But Datsun 2022 would do well to use a higher quality carbonized steel in the frame. A carbon fiber body would be fine, but a good steel frame is a must!

  • Agree 1
Link to comment
Share on other sites

1 hour ago, reefedjib said:

But Datsun 2022 would do well to use a higher quality carbonized steel in the frame. A carbon fiber body would be fine, but a good steel frame is a must!

I would argue that the steel used was excellent.  Just look at how well the blocks hold cross hatching. The problem with the early cars wasn't the steel, it was the complete absense of any rust prevention. They didn't start galvanizing bodies until 78 or so???

A modern car would get a full passivating dip, so thats not a problem.  Also modern cars use a wide range of exotic alloys to make them light but pass crash test. So not a significant issue. Also most modern cars are mono coupes, no frames anymore...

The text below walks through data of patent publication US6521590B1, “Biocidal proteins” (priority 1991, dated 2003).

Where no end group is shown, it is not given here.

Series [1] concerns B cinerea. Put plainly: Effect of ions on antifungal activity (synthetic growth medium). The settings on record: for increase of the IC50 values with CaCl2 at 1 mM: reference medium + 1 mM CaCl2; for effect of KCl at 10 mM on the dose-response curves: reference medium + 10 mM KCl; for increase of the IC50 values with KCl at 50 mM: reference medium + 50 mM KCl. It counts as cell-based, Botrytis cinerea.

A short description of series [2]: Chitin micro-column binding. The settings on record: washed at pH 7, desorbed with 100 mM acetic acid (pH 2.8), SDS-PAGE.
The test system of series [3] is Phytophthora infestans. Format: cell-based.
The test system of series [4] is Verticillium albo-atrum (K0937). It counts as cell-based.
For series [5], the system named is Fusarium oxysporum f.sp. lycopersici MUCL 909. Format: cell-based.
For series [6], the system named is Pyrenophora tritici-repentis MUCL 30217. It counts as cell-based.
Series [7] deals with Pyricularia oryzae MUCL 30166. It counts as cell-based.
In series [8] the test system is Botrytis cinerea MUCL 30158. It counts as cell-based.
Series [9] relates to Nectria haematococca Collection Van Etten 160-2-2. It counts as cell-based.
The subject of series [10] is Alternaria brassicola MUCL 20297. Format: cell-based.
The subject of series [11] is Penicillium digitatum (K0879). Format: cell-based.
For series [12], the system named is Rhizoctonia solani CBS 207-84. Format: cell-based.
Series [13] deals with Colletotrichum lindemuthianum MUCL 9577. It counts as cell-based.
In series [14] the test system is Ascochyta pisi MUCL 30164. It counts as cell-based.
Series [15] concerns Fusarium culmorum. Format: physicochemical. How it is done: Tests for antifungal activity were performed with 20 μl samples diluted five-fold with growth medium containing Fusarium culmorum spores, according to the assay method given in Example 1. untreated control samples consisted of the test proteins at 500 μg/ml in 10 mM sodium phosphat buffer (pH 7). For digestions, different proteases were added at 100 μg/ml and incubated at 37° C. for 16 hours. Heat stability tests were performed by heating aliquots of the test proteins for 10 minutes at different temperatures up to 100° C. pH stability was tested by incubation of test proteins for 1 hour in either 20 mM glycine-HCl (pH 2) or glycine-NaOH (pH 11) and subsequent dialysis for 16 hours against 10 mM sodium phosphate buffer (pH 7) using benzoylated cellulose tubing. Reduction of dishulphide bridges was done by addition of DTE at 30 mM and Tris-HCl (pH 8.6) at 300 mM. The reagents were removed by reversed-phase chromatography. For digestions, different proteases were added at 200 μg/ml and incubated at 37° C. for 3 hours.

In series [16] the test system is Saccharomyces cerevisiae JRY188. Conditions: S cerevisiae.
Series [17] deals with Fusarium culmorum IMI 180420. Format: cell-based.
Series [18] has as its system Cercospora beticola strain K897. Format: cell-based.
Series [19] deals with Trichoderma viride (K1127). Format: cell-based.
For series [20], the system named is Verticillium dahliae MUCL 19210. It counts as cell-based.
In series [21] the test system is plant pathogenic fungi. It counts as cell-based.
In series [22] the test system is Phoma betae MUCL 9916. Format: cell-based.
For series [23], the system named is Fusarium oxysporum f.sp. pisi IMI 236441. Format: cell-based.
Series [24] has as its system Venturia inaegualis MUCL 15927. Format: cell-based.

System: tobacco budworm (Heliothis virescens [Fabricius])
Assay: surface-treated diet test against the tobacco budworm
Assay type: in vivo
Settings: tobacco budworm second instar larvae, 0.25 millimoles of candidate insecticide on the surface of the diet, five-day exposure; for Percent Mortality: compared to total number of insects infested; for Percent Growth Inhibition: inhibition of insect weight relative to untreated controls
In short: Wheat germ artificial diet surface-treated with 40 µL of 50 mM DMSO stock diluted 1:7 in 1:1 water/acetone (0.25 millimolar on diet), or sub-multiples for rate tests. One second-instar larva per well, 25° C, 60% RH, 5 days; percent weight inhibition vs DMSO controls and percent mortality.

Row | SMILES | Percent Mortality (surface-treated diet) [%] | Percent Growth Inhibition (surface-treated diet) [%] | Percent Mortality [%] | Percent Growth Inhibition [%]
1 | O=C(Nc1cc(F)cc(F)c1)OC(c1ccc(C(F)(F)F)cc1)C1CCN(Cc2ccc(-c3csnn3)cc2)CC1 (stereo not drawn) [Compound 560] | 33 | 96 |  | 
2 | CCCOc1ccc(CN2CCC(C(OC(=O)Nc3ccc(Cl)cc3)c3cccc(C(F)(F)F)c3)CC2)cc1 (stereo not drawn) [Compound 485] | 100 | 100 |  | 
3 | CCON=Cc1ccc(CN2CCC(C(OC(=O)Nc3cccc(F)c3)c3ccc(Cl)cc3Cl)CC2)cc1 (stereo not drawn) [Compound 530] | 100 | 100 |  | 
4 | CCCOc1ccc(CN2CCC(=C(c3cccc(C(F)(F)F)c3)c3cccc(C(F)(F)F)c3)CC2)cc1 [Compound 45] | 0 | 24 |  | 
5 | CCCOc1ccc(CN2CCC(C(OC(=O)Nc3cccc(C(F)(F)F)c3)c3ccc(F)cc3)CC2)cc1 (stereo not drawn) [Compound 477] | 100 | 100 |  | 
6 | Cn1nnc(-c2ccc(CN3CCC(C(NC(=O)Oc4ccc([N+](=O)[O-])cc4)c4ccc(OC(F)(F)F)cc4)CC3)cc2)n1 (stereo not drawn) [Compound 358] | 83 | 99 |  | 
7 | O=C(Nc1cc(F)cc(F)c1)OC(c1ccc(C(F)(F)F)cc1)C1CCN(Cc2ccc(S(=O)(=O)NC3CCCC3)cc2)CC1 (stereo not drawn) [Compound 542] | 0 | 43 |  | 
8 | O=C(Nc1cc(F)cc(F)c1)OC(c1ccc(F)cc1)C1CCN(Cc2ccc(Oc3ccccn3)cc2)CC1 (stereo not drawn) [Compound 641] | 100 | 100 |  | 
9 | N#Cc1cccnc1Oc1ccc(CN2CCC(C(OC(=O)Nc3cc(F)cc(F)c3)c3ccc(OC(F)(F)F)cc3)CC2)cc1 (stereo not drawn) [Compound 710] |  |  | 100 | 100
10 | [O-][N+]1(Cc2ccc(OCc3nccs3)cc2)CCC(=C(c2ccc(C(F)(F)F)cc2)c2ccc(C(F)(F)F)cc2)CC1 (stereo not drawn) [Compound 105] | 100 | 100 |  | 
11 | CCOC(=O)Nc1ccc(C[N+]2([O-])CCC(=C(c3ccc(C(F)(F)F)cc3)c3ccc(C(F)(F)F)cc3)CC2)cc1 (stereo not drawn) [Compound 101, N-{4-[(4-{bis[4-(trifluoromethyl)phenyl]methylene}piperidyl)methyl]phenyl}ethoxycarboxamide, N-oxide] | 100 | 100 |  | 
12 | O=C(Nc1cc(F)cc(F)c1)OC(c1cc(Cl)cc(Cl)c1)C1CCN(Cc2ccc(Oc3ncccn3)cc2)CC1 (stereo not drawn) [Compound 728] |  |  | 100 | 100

Edited by Patcon
  • Like 1
Link to comment
Share on other sites

53 minutes ago, Patcon said:

Just look at how well the blocks hold cross hatching.

Please pardon my ignorance. What does this mean?

I had always thought the low grade steel (low carbon content) was the culprit of all the rust. I’d think not rust proofing them with a coating also caused issues (battery tray, hatch, wheel wells).

I’m considering getting another S30 if things work out for me and considering how to rust proof it would be a factor, if money is not a limitation. I’d rather put $65k into an S30 with a 3.2L Rebello, fully restored, than $40k into a new Z. The S30 build would be faster than the new Z! Here’s the  HP/Lb…